Showing posts from May, 2018


When you can no longer tell yourself that all will be OK in the end, and how it can’t possibly get any worse, you confide in the relentless march of time: it must be over soon. The twenty-second amendment of the United States Constitution means that Monday 20 th January 2025 is the latest possible date that Donald Trump must vacate the office of President, even if he ends up serving two consecutive terms. With the prospect of a Trump presidency lasting into my forties – hell, “The Simpsons” may still be producing new episodes by then – I need to plan for what lies ahead. When the date of a meeting with North Korea was first announced, I refrained from writing about a post-Trump world because I was prepared to give him the benefit of the doubt, even if I previously said that was something he never needed before [ link ]. However, after the commemorative coins were minted, Trump cancelled the meeting, then said it was back on, then said “we’ll see,” then attacked “The New Yor


Nine months after promising myself that I would upgrade my iPod nano to a Sony Walkman [ link ], I have done exactly that, when the iPod stopped working for a few days. I have now launched headlong into the devotional task of loading my CD collection of twenty-plus years onto it – the first purchase, from Virgin Megastore in Portsmouth, was of “Jagged Little Pill,” by Alanis Morrissette, and “Now 35.” Apparently, my NW-A45 Walkman can play “HD Audio,” which Sony defines as anything above CD quality. I had not looked into this before buying it, as my main intention was to find something that can accept a 200 Gb micro SD card – Sony says it can take a card with ten times that capacity, but none has been made yet. However, if this Walkman is expected to beat CD quality, then I can leave MP3 behind: in 2015, Ryan Maguire reconstructed a version of Suzanne Vega’s atmospheric song “Tom’s Diner,” used in the 1990s as a control when testing the “lossy” codec that compresses sounds into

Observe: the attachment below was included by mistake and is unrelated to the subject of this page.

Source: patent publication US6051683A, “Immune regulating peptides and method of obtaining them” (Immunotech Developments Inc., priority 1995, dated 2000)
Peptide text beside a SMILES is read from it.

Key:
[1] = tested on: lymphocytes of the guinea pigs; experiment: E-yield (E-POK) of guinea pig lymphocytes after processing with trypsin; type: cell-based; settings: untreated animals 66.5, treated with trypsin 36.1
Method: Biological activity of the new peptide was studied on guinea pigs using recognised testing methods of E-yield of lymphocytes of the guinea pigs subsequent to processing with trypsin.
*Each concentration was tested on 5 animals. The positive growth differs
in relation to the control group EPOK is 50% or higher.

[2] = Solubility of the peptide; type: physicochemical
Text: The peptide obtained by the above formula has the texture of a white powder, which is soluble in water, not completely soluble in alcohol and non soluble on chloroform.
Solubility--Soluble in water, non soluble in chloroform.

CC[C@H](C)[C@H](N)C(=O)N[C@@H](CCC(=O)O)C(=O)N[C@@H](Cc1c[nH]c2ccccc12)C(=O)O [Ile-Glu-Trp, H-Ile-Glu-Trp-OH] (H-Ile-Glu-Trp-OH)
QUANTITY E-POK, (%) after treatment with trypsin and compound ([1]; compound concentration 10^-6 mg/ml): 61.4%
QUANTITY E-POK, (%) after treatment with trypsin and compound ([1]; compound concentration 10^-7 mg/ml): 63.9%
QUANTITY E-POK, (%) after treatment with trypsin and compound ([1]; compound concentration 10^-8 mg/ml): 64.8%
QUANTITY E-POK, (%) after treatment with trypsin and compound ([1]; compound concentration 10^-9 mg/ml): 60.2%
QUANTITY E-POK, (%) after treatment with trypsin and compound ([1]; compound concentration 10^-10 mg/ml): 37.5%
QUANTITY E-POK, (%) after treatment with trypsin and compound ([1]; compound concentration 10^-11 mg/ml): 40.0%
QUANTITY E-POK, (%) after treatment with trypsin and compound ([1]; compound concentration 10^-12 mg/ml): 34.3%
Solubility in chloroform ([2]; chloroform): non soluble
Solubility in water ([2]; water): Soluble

It has been nearly two years since I added a smart TV box to my television, and my viewing has never recovered. Unless I want to watch a programme right away, instead of catching up later, my TV will be switched from “DTV” to “HDMI-2,” so I can dive into the BBC iPlayer, YouTube and Netflix – “HDMI-1” is for my blu-ray player, having got there first. I am very suited to this arrangement, as I now have a larger screen to watch the video essays you often find on YouTube for films, music, computer games, dead shopping malls, and other subjects that may be too niche for “regular” TV. Because I don’t often watch traditional TV programmes, my TV has turned into a multipurpose screen for whatever I can put onto it, including films and podcasts. The same can be said of my phone, as well as my tablet and desktop computers: they all are now types of computers, able to do most, if not all, the same as each other. It reminded me of a Venn diagram I copied out of a book over fifteen yea


Sooty shearwater (titi) I love when people share something you had no idea about, which makes you want to find out more. I had been to an appointment last week, and once the main business was concluded, the subject came up of the local elections happening across the UK, and how nothing about it was mentioned on TV and radio news today – UK broadcasters cannot mention why they cannot report it. In fact, I said, that must be why “The World at One,” on BBC Radio 4, reported that the remains of a dodo, the notoriously extinct bird, held at the Oxford University Museum of Natural History, was found to have been shot, instead of dying of natural causes. It turned out this discovery, using a CT scan to inadvertently debunk what was believed for over three hundred years, was initially reported two weeks before, but was only now being aired on “The World at One” – it happened to also be the same dodo that inspired Lewis Carroll to write a dodo character into “Alice’s Adventures in